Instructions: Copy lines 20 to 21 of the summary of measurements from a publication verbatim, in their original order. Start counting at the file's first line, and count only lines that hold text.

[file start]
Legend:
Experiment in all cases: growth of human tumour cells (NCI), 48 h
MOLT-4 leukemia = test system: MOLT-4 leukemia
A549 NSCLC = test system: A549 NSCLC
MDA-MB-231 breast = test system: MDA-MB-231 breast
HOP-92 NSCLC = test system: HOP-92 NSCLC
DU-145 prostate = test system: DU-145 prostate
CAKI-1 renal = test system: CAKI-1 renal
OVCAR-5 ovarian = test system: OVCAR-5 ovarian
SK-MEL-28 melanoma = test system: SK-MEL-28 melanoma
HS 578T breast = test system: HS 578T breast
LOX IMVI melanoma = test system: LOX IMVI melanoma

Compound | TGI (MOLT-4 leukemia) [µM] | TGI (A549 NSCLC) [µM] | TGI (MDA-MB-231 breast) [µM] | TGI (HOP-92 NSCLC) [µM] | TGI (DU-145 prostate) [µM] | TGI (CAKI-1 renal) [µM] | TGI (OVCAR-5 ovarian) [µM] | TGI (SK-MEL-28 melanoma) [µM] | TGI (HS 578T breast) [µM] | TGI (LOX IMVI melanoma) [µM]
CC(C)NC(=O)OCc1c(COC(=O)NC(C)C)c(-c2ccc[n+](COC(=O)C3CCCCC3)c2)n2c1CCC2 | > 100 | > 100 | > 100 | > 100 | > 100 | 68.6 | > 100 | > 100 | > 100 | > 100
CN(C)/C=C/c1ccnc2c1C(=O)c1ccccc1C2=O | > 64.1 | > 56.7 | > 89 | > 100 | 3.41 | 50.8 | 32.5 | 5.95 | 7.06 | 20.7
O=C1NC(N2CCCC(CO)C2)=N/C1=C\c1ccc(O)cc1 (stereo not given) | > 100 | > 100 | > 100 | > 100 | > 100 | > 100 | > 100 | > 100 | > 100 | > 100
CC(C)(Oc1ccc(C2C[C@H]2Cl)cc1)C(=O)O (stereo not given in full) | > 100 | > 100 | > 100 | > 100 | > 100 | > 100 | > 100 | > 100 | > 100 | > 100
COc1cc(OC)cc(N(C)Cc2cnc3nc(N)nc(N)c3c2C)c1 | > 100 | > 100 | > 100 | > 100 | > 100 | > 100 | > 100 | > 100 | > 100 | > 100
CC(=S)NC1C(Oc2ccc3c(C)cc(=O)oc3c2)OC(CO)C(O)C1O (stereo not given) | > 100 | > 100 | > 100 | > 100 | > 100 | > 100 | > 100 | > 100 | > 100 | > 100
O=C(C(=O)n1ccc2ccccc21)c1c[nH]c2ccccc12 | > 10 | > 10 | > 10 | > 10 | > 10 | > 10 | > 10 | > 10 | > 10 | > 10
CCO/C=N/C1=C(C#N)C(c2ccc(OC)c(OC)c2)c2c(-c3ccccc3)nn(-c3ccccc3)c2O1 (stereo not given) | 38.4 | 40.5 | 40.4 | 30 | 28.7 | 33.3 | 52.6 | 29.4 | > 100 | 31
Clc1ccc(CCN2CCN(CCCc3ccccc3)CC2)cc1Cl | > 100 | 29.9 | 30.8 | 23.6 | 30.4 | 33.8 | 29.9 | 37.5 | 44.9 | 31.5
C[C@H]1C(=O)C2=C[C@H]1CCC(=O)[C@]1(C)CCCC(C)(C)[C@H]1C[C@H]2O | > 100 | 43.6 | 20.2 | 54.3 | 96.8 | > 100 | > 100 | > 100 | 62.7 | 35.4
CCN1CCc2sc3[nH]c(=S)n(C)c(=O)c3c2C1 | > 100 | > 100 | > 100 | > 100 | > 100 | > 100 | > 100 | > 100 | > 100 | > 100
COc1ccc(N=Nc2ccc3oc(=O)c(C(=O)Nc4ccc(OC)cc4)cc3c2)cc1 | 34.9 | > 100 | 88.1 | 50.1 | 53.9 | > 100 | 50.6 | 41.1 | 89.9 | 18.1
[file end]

O=C(C(=O)n1ccc2ccccc21)c1c[nH]c2ccccc12 | > 10 | > 10 | > 10 | > 10 | > 10 | > 10 | > 10 | > 10 | > 10 | > 10
CCO/C=N/C1=C(C#N)C(c2ccc(OC)c(OC)c2)c2c(-c3ccccc3)nn(-c3ccccc3)c2O1 (stereo not given) | 38.4 | 40.5 | 40.4 | 30 | 28.7 | 33.3 | 52.6 | 29.4 | > 100 | 31